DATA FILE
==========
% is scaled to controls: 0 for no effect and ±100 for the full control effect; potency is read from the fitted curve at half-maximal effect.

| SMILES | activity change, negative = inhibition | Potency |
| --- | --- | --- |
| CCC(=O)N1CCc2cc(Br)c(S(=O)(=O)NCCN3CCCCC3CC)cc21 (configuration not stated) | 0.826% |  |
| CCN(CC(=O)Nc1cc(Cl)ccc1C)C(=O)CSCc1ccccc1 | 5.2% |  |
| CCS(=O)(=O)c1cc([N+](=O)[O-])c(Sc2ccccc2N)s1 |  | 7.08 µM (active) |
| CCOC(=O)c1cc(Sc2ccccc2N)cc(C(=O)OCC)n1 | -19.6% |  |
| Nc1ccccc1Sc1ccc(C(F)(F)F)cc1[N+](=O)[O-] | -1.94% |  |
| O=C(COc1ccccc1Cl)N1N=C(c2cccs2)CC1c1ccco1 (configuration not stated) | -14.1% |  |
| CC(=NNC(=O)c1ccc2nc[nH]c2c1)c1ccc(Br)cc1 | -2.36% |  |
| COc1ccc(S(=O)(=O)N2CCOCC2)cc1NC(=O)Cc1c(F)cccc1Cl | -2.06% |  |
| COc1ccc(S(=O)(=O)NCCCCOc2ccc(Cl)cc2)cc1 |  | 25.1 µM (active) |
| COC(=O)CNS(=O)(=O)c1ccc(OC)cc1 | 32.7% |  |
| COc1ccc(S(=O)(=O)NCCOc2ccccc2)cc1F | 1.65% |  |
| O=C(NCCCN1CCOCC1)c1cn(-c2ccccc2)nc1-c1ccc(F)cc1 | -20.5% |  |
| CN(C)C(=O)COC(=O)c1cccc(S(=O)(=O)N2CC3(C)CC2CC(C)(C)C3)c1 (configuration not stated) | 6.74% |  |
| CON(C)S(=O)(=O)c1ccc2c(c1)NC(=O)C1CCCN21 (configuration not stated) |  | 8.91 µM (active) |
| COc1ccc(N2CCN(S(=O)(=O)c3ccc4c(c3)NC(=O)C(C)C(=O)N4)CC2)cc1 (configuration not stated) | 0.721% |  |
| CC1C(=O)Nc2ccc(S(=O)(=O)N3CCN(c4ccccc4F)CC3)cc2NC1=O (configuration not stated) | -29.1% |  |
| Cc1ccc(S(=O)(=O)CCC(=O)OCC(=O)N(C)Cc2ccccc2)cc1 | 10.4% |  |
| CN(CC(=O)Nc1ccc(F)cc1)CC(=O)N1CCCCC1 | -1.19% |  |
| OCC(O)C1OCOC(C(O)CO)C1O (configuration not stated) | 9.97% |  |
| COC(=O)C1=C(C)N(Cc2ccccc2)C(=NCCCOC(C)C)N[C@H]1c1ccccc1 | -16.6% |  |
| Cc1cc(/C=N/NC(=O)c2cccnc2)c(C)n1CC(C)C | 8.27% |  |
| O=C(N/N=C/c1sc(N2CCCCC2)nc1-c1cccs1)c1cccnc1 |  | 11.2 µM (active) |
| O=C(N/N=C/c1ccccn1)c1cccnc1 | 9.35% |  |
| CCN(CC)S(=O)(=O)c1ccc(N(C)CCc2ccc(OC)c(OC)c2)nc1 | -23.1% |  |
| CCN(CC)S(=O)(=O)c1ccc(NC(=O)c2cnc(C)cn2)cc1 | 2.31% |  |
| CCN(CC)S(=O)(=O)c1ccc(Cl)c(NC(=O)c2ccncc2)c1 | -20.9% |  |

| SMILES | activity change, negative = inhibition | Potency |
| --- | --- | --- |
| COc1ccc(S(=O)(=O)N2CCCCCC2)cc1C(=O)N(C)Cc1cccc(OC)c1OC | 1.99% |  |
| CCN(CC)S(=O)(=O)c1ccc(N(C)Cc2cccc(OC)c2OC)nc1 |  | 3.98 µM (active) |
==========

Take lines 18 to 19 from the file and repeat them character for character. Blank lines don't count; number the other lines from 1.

| COc1ccc(N2CCN(S(=O)(=O)c3ccc4c(c3)NC(=O)C(C)C(=O)N4)CC2)cc1 (configuration not stated) | 0.721% |  |
| CC1C(=O)Nc2ccc(S(=O)(=O)N3CCN(c4ccccc4F)CC3)cc2NC1=O (configuration not stated) | -29.1% |  |